In the doom and gloom of the deep New Zealand winter, MACEY’s new single Summer Grunge is here to sweep listeners away to happier times. Gearing up to release his debut album, MACEY has a lot to say about the bittersweet song and his new mission to use his artistic platform to truly speak his mind. I sat down with MACEY to talk about the release, life, art, and his creative process.

Summer Grunge follows the bursting synth energy of The River, which dropped back in May. Both songs offer a taste from MACEY’s upcoming album, The Lovers. In true throwback fashion, The Lovers splits into two sides, like a vinyl record, with Side A releasing on September 2nd. MACEY explains the album as a “chronological song-by-song story of growing up and learning about life’s punches”, processing adulthood’s rollercoaster of “massive lows and highs” through cool and embracing indie-pop. 

Although some listeners may be fooled by the lack of credits to MACEY’s Spotify account, he’s been busy working in music for many years. MACEY only recently adopted this stylish new moniker, having gone by Harry Parsons for around a decade. But this rebirth demanded it was time to “put Harry to bed”. In renaming his art, MACEY has found a fresh start, excitedly moving into “a new phase of creation” for his sound and style.

This new direction bears a “heavy focus on guitars, bass and drums”, and a wistful throwback sound shrouded in “lush production”. Summer Grunge exemplifies that dreamy style. Its inspiration came from a road trip reconnecting with old school friends, spending eight long hours together in close quarters, yet still feeling perfectly content. That summer roadie sparked strong emotion for MACEY. “We were all figuring out what we wanted to be and where we wanted to go… (we knew that) at some point we might lose touch completely,” he says. “It was a really bittersweet feeling”.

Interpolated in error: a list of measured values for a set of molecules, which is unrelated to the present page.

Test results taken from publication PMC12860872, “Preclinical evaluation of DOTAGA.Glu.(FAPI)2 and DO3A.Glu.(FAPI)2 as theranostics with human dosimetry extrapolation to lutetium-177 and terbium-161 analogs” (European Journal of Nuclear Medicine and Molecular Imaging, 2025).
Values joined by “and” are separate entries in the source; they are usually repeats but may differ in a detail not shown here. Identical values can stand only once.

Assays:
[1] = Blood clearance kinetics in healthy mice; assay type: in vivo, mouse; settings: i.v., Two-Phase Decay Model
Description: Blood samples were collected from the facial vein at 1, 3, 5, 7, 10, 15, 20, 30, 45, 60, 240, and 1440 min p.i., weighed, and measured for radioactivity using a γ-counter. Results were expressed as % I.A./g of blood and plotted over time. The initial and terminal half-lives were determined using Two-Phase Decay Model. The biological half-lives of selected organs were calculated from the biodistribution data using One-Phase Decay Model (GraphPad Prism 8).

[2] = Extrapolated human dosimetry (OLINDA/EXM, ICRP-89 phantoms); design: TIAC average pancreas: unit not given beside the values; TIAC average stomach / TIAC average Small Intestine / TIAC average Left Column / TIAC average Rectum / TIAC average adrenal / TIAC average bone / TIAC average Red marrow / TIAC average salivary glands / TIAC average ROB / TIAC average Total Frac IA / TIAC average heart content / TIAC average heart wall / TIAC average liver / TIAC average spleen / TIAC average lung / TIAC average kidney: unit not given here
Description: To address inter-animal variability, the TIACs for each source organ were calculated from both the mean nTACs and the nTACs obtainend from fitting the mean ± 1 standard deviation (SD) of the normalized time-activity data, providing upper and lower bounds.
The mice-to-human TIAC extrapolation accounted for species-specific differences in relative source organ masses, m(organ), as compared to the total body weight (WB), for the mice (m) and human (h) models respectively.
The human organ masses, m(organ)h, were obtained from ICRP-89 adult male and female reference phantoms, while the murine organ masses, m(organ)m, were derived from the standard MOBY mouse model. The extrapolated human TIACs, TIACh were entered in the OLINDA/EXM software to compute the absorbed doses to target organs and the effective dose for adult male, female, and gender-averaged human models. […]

In creating from that poignant place, MACEY concentrates on the “honesty and rawness” of his lyrics, which he says will feature prominently throughout The Lovers. When he croons, “I don’t know if we’re changing for good or bad”, it’s almost uncomfortable to sit with the feeling — a dead giveaway for a powerful song. 

That vulnerability also shines through in the studio details MACEY points out as personal favourites. Listeners who know the song’s iconic cowbell made the song only because MACEY’s producer and co-writer Ben Malone couldn’t cut it from the mix, or that the song’s stunning strings were recorded at Parachute Studios with the magical Auckland Philharmonia string quartet, will realise MACEY and his fellow creatives’ passion feels almost tangible.

But whilst Summer Grunge is clearly such a special collaboration between these performers, MACEY’s songwriting process isn’t always so team-heavy. Whilst some of his songs are born from busy team sessions, others start as voice memos alone in his car, or “mumbled words” and “jams on the guitar and piano”. Eventually, these are given the full studio treatment when it’s time to add production. “It really depends on the situation”, MACEY explains. “If I’m in a session with others, I find it best to just sort of see where the room takes us, be as open as possible and not be afraid to throw my ideas out there!”

MACEY describes himself as “the ultimate rebellion to the social norm”, a term that doesn’t come lightly. It summarises his desire to speak up about honest feelings, to “tell the truth and not shy away from the sometimes ugliness of it all”. In a world where admitting the embarrassing parts of life’s ups and downs can mean risking social judgement, it’s important to MACEY to express himself through music as earnestly as he knows how. That earnesty glitters on Summer Grunge, and will undoubtedly define this exciting performer’s upcoming work.